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Overview, Concept and Design Criteria
I found the idea when I trying to figure out the difference between py2/py3's random. And I was wondering whether I can reconstruct python3's random state.
The beauty of this task is that it's very simple: just
randrange with default setting in python3.
I planned to make a server for this task, where the code will look much more simpler than current one.
However, due to the traffic it'll generated, I changed it to a offline challenge.
BTW, it's the hardest challenge for me in those 3 taskes I wrote. I was pretty surprised that so many people solved it.
It tooks me more than 2 days to solve it, and I have totally no idea whether my solution will work or not when I was implementing it.
I'm noob :(
There's also a harder version -- smaller randrange, or ultimately one bit randrange, and I still don't know how to solve it.
- I thought
unpredictableis the hardest one among those crypto. Apparently, it's not.
In this challenge, we have 0x1337 integers generated from randrange(3133731337), and the goal is to reconstruct PRNG state.
Mersenne twister is a common PRNG that is default random generator in many programming language. It's state is composed of 624 32-bit integers, and the state is transformed with some linear operation. The output of mersenne twister is it's state processed with some reversible function, so we can construct it's state after we have 624 consecutive output.
Even it's not consecutive, we can still reconstruct the state if we know the length of gaps between each output. The transformed of state is linear, so simply solve some matrix will recover it.
But this task is more evil, python drop some of the output randomly, and you have no idea what the gaps are.
randrange use rejection sampling to convert random bits to uniform distribution in a given range.
def _randbelow_with_getrandbits(self, n): "Return a random int in the range [0,n). Raises ValueError if n==0." getrandbits = self.getrandbits k = n.bit_length() # don't use (n-1) here because n can be 1 r = getrandbits(k) # 0 <= r < 2**k while r >= n: r = getrandbits(k) return r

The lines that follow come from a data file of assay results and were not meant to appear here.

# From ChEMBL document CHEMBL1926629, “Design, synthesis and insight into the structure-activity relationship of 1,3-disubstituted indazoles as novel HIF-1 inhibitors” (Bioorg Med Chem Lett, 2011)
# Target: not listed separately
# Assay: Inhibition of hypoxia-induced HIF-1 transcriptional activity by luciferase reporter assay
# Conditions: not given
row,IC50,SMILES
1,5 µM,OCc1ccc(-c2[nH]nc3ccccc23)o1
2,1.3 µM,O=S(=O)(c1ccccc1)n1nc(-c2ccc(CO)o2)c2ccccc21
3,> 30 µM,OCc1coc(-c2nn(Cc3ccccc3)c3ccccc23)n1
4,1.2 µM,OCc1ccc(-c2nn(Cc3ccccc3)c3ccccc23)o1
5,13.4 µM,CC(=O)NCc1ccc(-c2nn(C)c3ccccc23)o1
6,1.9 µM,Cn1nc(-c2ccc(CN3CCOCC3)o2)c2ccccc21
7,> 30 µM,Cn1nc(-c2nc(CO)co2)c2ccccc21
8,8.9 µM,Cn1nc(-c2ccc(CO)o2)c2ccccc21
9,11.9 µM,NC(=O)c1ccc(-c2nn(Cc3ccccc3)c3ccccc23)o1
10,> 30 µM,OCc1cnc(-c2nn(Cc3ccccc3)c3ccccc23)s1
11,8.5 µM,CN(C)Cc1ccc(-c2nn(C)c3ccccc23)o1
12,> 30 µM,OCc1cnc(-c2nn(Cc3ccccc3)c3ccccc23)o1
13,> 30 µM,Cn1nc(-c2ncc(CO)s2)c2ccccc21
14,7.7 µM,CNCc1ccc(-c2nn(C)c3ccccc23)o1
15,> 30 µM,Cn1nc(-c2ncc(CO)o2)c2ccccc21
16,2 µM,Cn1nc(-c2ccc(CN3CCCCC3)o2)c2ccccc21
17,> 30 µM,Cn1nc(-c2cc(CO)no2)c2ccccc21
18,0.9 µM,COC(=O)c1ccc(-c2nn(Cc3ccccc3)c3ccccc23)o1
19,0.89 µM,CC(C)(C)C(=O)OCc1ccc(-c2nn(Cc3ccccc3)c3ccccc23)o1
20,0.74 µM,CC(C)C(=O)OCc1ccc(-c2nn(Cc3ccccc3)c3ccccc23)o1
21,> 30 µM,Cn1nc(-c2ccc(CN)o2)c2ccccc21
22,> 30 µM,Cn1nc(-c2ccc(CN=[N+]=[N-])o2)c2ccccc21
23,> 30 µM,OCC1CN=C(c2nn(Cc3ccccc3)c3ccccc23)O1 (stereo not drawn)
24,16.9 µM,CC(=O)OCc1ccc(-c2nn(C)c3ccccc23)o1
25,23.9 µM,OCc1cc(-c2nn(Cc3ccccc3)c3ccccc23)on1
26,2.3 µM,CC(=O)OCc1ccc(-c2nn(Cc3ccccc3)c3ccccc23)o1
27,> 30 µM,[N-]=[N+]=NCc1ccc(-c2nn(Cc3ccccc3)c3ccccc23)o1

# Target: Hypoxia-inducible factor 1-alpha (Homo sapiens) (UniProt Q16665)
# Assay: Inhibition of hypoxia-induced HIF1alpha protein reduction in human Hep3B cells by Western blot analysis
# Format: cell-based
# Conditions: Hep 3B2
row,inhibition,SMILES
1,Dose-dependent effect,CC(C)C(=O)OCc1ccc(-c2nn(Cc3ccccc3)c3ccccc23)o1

In our case, the probability of an output to be dropped is about
Align the numbers
To reconstruct the state, we have to reconstruct the position first. Fortunately, all output with distance (0, 1, 397, 624) should follow these condition:
y = _int32((self.mt[i] & 0x80000000) + (self.mt[(i + 1) % 624] & 0x7fffffff)) self.mt[i] = (y >> 1) ^ self.mt[(i + 397) % 624] if y % 2 != 0: self.mt[i] = self.mt[i] ^ 0x9908b0df
The first number only provide one bit, which is not useful. Just ignore it and try both possible condition.
If we find a triple that satisfied the condition, we got a constraint about their relative position. And we can group a lot of constraints to reconstruct the actual position we need.
Probability of positions
However, We may got some false positives that match the condition but their relative position is incorrect. We can filter out these error based on their position after dropped.
Those positions after dropped follow gamma distribution, where the parameters are the actual distance and drop rate. We only take those triple with high probability to reconstruct position.
In my solution, I propagate possible position to other constraint nearby, group them together and choice the largest one.
I also heard from other participant that we can solve this step by converting this problem to a shortest path problem, and solve it with some well-known algorithm.
Reconstruct the state
After you have position, just solve some linear equations to recover it, I use a tool I wrote before which is much faster, but you can solve it with other tools like sagemath too.
You can find full exploit here.